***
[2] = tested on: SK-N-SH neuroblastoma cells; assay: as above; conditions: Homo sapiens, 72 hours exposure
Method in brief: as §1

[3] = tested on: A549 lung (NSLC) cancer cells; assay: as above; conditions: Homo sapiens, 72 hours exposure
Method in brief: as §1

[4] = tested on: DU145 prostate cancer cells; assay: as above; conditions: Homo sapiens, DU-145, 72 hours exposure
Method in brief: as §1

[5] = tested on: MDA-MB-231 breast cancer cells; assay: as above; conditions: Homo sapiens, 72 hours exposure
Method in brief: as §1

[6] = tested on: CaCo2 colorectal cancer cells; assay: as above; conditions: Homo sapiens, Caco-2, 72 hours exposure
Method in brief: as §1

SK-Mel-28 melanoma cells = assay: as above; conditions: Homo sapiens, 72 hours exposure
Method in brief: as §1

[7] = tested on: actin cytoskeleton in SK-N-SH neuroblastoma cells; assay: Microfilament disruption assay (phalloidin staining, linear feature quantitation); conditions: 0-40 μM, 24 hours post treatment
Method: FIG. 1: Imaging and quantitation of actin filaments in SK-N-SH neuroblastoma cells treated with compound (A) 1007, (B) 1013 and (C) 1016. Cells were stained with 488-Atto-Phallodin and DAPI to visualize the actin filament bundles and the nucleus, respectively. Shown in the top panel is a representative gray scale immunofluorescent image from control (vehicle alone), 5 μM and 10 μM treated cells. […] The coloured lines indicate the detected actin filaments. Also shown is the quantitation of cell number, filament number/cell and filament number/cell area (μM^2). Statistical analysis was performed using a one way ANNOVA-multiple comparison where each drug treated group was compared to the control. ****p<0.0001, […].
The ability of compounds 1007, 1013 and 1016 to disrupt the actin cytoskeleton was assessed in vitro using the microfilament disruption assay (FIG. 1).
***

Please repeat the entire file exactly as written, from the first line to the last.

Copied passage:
[2] = tested on: SK-N-SH neuroblastoma cells; assay: as above; conditions: Homo sapiens, 72 hours exposure
Method in brief: as §1

[3] = tested on: A549 lung (NSLC) cancer cells; assay: as above; conditions: Homo sapiens, 72 hours exposure
Method in brief: as §1

[4] = tested on: DU145 prostate cancer cells; assay: as above; conditions: Homo sapiens, DU-145, 72 hours exposure
Method in brief: as §1

[5] = tested on: MDA-MB-231 breast cancer cells; assay: as above; conditions: Homo sapiens, 72 hours exposure
Method in brief: as §1

[6] = tested on: CaCo2 colorectal cancer cells; assay: as above; conditions: Homo sapiens, Caco-2, 72 hours exposure
Method in brief: as §1

SK-Mel-28 melanoma cells = assay: as above; conditions: Homo sapiens, 72 hours exposure
Method in brief: as §1

[7] = tested on: actin cytoskeleton in SK-N-SH neuroblastoma cells; assay: Microfilament disruption assay (phalloidin staining, linear feature quantitation); conditions: 0-40 μM, 24 hours post treatment
Method: FIG. 1: Imaging and quantitation of actin filaments in SK-N-SH neuroblastoma cells treated with compound (A) 1007, (B) 1013 and (C) 1016. Cells were stained with 488-Atto-Phallodin and DAPI to visualize the actin filament bundles and the nucleus, respectively. Shown in the top panel is a representative gray scale immunofluorescent image from control (vehicle alone), 5 μM and 10 μM treated cells. […] The coloured lines indicate the detected actin filaments. Also shown is the quantitation of cell number, filament number/cell and filament number/cell area (μM^2). Statistical analysis was performed using a one way ANNOVA-multiple comparison where each drug treated group was compared to the control. ****p<0.0001, […].
The ability of compounds 1007, 1013 and 1016 to disrupt the actin cytoskeleton was assessed in vitro using the microfilament disruption assay (FIG. 1).